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Palmyra retains 'authenticity' despite IS damage, says UN panel

Cultural agency Unesco says ancent Syrian city's triumphal arch and the Temple of Baal Shamin had been 'smashed to smithereens'
This file photo taken on March 31, 2016 shows people walking past the remains of Arch of Triumph (AFP)

The UN cultural agency said on Wednesday that the ancient Syrian city of Palmyra retains much of its authenticity despite suffering significant damage at the hands of Islamic State militants.

Unesco sent experts to the world heritage site to study damage caused by IS, which held the city for nearly a year before it was retaken by President Bashar al-Assad's forces last month.

Escorted by UN security, the mission inspected Palmyra's museum and the archaeological site.

"They took stock of considerable damage to the museum where they found that most of those statues and sarcophagi that were too large to be removed for safekeeping were defaced, smashed, their heads severed, their fragments left lying on the ground," Unesco said in a statement.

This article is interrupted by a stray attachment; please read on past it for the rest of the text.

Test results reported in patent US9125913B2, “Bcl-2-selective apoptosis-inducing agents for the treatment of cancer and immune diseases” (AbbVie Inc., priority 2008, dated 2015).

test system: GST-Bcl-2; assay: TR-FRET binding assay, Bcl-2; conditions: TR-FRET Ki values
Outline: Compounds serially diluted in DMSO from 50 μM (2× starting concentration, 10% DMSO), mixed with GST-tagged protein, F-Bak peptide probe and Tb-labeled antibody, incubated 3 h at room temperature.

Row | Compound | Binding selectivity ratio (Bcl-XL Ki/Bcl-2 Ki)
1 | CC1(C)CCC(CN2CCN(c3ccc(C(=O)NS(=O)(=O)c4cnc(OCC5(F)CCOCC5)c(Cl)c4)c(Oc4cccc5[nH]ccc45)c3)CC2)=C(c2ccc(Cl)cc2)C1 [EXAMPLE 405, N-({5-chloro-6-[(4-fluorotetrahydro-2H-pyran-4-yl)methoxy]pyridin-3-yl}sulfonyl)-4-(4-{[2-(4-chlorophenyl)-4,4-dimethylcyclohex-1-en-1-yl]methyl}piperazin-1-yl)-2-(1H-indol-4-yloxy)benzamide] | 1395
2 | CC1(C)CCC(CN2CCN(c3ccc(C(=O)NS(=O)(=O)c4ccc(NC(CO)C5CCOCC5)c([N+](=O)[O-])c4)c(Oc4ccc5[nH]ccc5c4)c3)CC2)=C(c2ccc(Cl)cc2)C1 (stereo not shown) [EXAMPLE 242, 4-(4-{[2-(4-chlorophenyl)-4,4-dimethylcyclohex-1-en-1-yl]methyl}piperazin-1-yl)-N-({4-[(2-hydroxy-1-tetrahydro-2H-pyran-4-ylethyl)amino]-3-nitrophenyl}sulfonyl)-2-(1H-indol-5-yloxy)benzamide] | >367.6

At the archeological site, the experts noted that parts of the grand colonnade - an ancient avenue - and agora courtyard were intact.

"They observed the destruction of the triumphal arch and Temple of Baal Shamin, which was smashed to smithereens," said the statement.

The experts observed a minute of silence in memory of victims murdered by IS at the Roman amphitheatre - which was used for public executions by IS.

According to the statement some sites had to be observed from a distance where demining operations had not been completed.

"The mission considered that despite the destruction of several iconic edifices, the archaeological site of Palmyra retains a large part of its integrity and authenticity."

Unesco will deliver its full report on the site at the world heritage committee's annual meeting in July in Turkey, and will send another mission to examine Syrian heritage sites in greater detail.

Palmyra, north-east of Damascus, contains the monumental ruins of a great city that was once a crucial hub for trade and culture.

Until the Syrian conflict broke out in March 2011, Palmyra was a key tourist destination.

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